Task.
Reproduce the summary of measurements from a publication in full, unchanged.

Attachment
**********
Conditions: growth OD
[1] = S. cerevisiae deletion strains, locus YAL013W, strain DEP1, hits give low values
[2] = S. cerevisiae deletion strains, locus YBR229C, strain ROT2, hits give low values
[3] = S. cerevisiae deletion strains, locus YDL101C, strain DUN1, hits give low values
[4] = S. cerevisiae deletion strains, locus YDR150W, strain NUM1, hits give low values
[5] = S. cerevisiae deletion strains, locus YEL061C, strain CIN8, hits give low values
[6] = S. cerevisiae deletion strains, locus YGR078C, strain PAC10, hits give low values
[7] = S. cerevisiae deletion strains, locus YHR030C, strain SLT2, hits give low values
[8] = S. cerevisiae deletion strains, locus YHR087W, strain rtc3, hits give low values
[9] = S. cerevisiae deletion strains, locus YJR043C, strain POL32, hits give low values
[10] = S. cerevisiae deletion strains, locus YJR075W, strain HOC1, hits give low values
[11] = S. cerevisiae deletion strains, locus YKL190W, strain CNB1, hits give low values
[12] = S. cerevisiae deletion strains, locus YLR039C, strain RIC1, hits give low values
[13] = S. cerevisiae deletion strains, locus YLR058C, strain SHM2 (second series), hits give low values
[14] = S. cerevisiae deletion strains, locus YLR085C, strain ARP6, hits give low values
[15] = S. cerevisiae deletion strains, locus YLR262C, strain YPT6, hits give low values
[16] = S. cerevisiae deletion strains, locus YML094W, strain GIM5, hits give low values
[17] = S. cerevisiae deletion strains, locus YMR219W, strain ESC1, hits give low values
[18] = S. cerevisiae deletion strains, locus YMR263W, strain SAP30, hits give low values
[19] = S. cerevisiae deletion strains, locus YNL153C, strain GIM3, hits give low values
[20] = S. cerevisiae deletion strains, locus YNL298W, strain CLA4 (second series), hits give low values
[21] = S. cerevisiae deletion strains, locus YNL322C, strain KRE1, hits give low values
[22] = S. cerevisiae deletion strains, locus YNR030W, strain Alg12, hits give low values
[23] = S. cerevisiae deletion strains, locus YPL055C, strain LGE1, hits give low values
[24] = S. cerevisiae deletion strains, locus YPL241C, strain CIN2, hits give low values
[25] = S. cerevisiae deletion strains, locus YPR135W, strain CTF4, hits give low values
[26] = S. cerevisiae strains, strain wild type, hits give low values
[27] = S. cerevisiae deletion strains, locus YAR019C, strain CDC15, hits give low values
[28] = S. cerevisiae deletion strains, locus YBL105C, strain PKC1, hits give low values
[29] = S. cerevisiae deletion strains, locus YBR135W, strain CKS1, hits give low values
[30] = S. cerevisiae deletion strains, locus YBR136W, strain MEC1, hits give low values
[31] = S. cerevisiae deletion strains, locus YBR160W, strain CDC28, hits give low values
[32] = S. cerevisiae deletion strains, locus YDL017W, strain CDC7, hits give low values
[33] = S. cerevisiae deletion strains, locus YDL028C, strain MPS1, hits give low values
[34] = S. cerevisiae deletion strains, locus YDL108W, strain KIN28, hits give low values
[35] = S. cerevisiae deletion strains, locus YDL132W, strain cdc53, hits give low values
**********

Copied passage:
Conditions: growth OD
[1] = S. cerevisiae deletion strains, locus YAL013W, strain DEP1, hits give low values
[2] = S. cerevisiae deletion strains, locus YBR229C, strain ROT2, hits give low values
[3] = S. cerevisiae deletion strains, locus YDL101C, strain DUN1, hits give low values
[4] = S. cerevisiae deletion strains, locus YDR150W, strain NUM1, hits give low values
[5] = S. cerevisiae deletion strains, locus YEL061C, strain CIN8, hits give low values
[6] = S. cerevisiae deletion strains, locus YGR078C, strain PAC10, hits give low values
[7] = S. cerevisiae deletion strains, locus YHR030C, strain SLT2, hits give low values
[8] = S. cerevisiae deletion strains, locus YHR087W, strain rtc3, hits give low values
[9] = S. cerevisiae deletion strains, locus YJR043C, strain POL32, hits give low values
[10] = S. cerevisiae deletion strains, locus YJR075W, strain HOC1, hits give low values
[11] = S. cerevisiae deletion strains, locus YKL190W, strain CNB1, hits give low values
[12] = S. cerevisiae deletion strains, locus YLR039C, strain RIC1, hits give low values
[13] = S. cerevisiae deletion strains, locus YLR058C, strain SHM2 (second series), hits give low values
[14] = S. cerevisiae deletion strains, locus YLR085C, strain ARP6, hits give low values
[15] = S. cerevisiae deletion strains, locus YLR262C, strain YPT6, hits give low values
[16] = S. cerevisiae deletion strains, locus YML094W, strain GIM5, hits give low values
[17] = S. cerevisiae deletion strains, locus YMR219W, strain ESC1, hits give low values
[18] = S. cerevisiae deletion strains, locus YMR263W, strain SAP30, hits give low values
[19] = S. cerevisiae deletion strains, locus YNL153C, strain GIM3, hits give low values
[20] = S. cerevisiae deletion strains, locus YNL298W, strain CLA4 (second series), hits give low values
[21] = S. cerevisiae deletion strains, locus YNL322C, strain KRE1, hits give low values
[22] = S. cerevisiae deletion strains, locus YNR030W, strain Alg12, hits give low values
[23] = S. cerevisiae deletion strains, locus YPL055C, strain LGE1, hits give low values
[24] = S. cerevisiae deletion strains, locus YPL241C, strain CIN2, hits give low values
[25] = S. cerevisiae deletion strains, locus YPR135W, strain CTF4, hits give low values
[26] = S. cerevisiae strains, strain wild type, hits give low values
[27] = S. cerevisiae deletion strains, locus YAR019C, strain CDC15, hits give low values
[28] = S. cerevisiae deletion strains, locus YBL105C, strain PKC1, hits give low values
[29] = S. cerevisiae deletion strains, locus YBR135W, strain CKS1, hits give low values
[30] = S. cerevisiae deletion strains, locus YBR136W, strain MEC1, hits give low values
[31] = S. cerevisiae deletion strains, locus YBR160W, strain CDC28, hits give low values
[32] = S. cerevisiae deletion strains, locus YDL017W, strain CDC7, hits give low values
[33] = S. cerevisiae deletion strains, locus YDL028C, strain MPS1, hits give low values
[34] = S. cerevisiae deletion strains, locus YDL108W, strain KIN28, hits give low values
[35] = S. cerevisiae deletion strains, locus YDL132W, strain cdc53, hits give low values